Western Australia Leader Laments Lack of ‘Appreciation’ for China From Eastern States

Western Australia Leader Laments Lack of ‘Appreciation’ for China From Eastern States
Western Australian Premier Mark McGowan during a press conference in Perth, Australia, on Feb 4, 2021. (Matt Jelonek/Getty Images)
Daniel Y. Teng

Western Australian (WA) Premier Mark McGowan has lauded the state’s relationship with the Chinese Communist Party (CCP) while lamenting the lack of appreciation from Australia’s eastern states for the country’s trading ties with China.

His comments come amid ongoing tensions in the Australia-China relationship due to Beijing-instigated foreign interference, industrial-scale cyberattacks, and economic coercion.

“It has been a large part of the economic success and the cultural success of our state and our country for 50 years, and in particular over the last two years,” he said at an Oct. 1 event commemorating the 72nd anniversary of the founding of the CCP hosted by the China Australia Business Council in Perth.

Also present was mining magnate and billionaire, Andrew Forrest.

“Where would the country have been, but for our strong economic performance here in Western Australia?” he said, according to the ABC. “And I think that perhaps that needs to be better appreciated in the eastern states of Australia.”

McGowan also touted WA’s role in supporting the national economy during the COVID-19 pandemic, which was hit hard by lockdowns, health restrictions, and border closures.

“A large amount of our exports to go to China, in fact, the majority, and we are the nation’s biggest exporting state,” he said, noting that WA kept key export industries open during the pandemic. “For other states that don’t export much, they don’t really get that.”

Chinese Consul General to WA, Long Dingbin, said that in the six months since he arrived in Perth (in April), he witnessed McGowan’s “strong leadership” for bringing the pandemic under control.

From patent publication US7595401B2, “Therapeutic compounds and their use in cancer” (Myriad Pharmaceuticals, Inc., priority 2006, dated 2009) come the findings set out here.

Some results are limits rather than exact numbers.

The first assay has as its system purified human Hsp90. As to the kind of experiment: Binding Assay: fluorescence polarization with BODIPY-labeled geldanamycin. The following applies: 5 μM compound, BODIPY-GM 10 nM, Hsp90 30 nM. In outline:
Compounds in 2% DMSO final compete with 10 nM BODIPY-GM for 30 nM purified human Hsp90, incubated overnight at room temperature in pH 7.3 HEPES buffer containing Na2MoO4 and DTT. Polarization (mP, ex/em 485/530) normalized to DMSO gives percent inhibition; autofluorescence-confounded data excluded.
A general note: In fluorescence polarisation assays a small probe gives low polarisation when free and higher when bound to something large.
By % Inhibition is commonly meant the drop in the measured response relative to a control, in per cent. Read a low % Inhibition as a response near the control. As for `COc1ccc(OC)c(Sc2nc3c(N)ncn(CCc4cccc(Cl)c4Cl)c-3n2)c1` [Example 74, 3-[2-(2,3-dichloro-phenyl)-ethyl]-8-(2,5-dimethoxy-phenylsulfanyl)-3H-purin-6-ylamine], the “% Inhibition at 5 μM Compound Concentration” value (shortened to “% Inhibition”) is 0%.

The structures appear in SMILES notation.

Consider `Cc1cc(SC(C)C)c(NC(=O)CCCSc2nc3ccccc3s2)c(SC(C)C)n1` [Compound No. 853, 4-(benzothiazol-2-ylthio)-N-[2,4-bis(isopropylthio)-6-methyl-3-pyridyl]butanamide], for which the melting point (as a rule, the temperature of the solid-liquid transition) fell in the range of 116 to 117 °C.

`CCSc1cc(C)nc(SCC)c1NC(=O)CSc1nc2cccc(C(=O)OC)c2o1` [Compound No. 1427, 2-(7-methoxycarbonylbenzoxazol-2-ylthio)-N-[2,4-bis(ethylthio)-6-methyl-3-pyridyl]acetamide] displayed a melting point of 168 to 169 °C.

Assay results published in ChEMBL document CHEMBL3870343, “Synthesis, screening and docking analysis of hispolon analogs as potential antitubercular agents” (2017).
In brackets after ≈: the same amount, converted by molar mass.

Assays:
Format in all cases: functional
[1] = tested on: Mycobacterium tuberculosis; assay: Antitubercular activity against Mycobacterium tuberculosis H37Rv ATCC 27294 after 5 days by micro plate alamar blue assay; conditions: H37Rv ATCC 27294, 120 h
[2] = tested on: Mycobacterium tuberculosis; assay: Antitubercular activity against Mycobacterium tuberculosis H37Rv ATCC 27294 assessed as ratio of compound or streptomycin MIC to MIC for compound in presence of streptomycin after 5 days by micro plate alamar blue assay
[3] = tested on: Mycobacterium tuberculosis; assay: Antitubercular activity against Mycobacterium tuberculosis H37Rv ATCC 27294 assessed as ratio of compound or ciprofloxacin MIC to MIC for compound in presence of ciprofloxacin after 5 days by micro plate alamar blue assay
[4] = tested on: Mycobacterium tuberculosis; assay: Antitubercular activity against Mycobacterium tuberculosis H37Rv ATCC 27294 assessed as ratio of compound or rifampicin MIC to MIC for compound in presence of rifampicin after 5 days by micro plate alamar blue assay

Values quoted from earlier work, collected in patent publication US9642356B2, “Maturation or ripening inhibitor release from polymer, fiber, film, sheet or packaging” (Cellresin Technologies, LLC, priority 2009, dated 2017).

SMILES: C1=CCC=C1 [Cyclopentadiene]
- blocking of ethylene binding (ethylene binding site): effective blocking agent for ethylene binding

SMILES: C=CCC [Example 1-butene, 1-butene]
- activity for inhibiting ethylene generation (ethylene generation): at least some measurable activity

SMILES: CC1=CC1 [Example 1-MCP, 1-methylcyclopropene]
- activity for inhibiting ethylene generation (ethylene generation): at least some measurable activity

“And I am very glad to see that we are having a strong relationship between China and Australia,” he told attendees.

“I think all of us should do something for the 50th anniversary,” he said. “Let’s join hands together with endless effort for a smooth and healthy development of the China-Australia relationship, which is beneficial for both of us, as well as the Asia Pacific region.”

Around 54.7 percent of WA’s exports go to China, making it the state’s largest trading partner by far, outstripping the second-largest trading partner Japan, which only received 8.4 percent of exports.

China’s demand for iron ore, and the escalating price of the mineral, has been a boon for the state’s coffers, which in turn, has helped to keep Australia’s economic performance looking firm amid ongoing COVID-19-related restrictions.
It has also instilled confidence in the McGowan government to continue pursuing an “elimination” or zero-COVID strategy to deal with any virus outbreaks, including immediately closing the border off to travellers from states where infections arise.
The strategy, and rhetoric, have proven popular—tapping into the state’s secessionist tendencies—and partly contributed to the Labor government’s landslide victory in the March elections.

McGowan’s latest criticism comes as the federal government toughens its stance against CCP aggression in the region, including a military build-up in the South China Sea and in the Taiwan Strait.

Federal ministers, including the prime minister, defence minister, and foreign minister, have worked to shore up foreign alliances with the newly minted AUKUS deal and continuing work with the Quadrilateral Security Alliance.

Meanwhile, the governments of the largest “eastern states” of New South Wales, Queensland, and Victorian governments have had limited activity in the realm of foreign policy, except for Victoria’s Belt and Road Initiative with Beijing.